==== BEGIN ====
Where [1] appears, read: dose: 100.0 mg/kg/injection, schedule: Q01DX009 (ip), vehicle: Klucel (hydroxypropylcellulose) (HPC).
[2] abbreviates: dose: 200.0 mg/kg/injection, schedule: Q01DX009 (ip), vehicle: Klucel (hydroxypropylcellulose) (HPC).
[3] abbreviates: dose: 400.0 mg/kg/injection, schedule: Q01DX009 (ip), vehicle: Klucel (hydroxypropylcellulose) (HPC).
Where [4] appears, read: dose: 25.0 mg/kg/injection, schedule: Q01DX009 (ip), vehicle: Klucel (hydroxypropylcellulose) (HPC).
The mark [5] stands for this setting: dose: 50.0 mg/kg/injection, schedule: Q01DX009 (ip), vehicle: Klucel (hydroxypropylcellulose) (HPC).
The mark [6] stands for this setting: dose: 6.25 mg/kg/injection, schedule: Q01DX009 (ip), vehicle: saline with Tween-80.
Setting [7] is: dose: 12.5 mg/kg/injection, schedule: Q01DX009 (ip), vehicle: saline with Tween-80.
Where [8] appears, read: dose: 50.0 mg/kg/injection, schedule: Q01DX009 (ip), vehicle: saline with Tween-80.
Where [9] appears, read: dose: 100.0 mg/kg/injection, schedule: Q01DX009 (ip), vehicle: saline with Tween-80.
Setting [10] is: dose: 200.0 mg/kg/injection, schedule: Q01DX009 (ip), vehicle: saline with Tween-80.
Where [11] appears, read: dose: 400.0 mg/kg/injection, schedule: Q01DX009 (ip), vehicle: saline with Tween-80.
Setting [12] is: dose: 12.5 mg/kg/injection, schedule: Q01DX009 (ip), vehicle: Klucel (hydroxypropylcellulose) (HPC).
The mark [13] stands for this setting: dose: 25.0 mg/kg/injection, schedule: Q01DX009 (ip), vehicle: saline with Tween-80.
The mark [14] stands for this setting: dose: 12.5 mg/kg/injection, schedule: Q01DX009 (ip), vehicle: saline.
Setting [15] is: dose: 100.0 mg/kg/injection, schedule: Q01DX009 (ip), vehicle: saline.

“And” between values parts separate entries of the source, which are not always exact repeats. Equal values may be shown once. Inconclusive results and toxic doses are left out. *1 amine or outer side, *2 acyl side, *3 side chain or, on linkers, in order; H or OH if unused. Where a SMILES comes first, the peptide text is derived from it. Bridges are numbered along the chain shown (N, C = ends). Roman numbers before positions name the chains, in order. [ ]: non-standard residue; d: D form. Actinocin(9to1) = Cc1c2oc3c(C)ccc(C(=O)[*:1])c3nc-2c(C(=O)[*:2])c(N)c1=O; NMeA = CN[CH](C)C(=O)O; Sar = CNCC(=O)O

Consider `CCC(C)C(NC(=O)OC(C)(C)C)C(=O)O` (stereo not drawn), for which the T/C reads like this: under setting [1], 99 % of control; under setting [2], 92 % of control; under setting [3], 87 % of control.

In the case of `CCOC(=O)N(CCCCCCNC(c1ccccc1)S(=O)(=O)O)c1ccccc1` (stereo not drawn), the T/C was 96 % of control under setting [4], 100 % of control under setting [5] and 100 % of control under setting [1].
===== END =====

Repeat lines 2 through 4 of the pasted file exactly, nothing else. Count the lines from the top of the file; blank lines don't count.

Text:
[2] abbreviates: dose: 200.0 mg/kg/injection, schedule: Q01DX009 (ip), vehicle: Klucel (hydroxypropylcellulose) (HPC).
[3] abbreviates: dose: 400.0 mg/kg/injection, schedule: Q01DX009 (ip), vehicle: Klucel (hydroxypropylcellulose) (HPC).
Where [4] appears, read: dose: 25.0 mg/kg/injection, schedule: Q01DX009 (ip), vehicle: Klucel (hydroxypropylcellulose) (HPC).